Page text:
Willow Trees

 

Three homeless men I’d met earlier that Spring stood at the foot of the willow tree. One looked up and shouted: Lady, you ain’t safe up there!”

It was three o’clock on a hot Spring night. I was sitting on a large, sloping branch of a willow tree. The branch hung out over Boulder Creek. I’d climbed up there because the night sky told me I was going to receive an important message from the moon but it would only tune in to my mind like a radio signal if I were up in the loving arms of that particular tree. I heard the willow’s whisperings from my apartment miles away, so I got out of bed and walked to the creek in a fever to hear the message.

Wearing high heels and a skin tight, neon red dress with slits up the sides, I was an unlikely tree climber. My mother had sewn that dress for me, saying “You have such a cute figure. You need to show it off more.” I usually preferred clothing that hid my shape but this was high mania time, so I strode around town like a stripper.

I was forty-five, nearly 5’10” & 125 pounds. My hair was long, wavy and dyed a deep golden-red. Dark brown eyes. My husband often told me that all conversation stopped when I walked into a room. I thought that he meant I was so crazy, people quit talking to stare at me. I never felt as attractive as others said I was, even in my twenties.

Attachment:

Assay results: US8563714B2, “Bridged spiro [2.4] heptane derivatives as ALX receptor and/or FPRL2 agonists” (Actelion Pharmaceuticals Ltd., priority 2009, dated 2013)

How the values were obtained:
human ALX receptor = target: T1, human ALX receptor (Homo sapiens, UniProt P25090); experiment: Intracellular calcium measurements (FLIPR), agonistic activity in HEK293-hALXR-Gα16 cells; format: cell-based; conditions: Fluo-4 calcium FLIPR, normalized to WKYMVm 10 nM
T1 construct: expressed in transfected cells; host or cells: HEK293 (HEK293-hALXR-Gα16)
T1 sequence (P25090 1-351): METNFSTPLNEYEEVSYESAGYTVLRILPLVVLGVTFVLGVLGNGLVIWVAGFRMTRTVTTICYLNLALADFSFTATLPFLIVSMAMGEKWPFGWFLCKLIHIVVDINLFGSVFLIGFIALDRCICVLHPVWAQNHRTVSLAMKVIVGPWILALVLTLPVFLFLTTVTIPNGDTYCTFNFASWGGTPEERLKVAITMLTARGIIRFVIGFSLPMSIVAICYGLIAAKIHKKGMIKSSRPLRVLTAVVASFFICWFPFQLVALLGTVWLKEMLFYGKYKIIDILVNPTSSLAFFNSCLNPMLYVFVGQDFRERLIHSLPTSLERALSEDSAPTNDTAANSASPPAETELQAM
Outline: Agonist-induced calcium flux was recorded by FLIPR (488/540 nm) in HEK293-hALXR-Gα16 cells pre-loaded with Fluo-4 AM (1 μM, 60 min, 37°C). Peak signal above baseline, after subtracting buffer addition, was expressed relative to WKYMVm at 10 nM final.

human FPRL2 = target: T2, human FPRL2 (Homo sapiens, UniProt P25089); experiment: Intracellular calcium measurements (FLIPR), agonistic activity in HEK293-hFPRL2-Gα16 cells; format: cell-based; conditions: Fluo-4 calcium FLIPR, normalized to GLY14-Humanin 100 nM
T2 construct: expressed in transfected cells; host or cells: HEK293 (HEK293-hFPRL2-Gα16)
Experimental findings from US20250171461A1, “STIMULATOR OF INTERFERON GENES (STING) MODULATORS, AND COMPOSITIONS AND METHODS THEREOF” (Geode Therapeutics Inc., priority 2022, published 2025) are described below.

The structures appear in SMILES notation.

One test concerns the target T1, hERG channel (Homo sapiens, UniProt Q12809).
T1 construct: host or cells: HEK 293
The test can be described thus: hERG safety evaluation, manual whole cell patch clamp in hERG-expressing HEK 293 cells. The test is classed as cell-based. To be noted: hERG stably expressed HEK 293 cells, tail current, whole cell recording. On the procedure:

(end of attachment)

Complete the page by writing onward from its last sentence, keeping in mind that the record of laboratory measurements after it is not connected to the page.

When you look OK & dress well, people are less likely to pin you down as “crazy” but at this point, even guys living on the edge worried about me.

After I climbed down from the tree, I sat on dewy grass with the homeless men. One played guitar & sang beautifully. He told me, “I used to be a teacher but I went insane. Spent time in a nuthouse. Now I sing for my supper.”

“Sorry that happened to you.”

I stood up & brushed the back of my dress off.
“Gotta get home, take a shower & go to work.”

“Work! Where do you work?”

“CU. I type stuff for professors. So Long & hope your luck changes!”

The guys waved goodbye. I’m sure they all thought I was lying about having a job. But I’d always worked, since I was ten & my brother was eight. We went door to door in Douglas, Wyoming. “Need your sidewalk shoveled?” we’d ask in winter. “Need your sidewalk swept?” we’d query in warmer weather. People sometimes gave us a quarter just to quit bothering them. But we shoveled a lot of walks & swept so much dirt away, we created small tornadoes.

 

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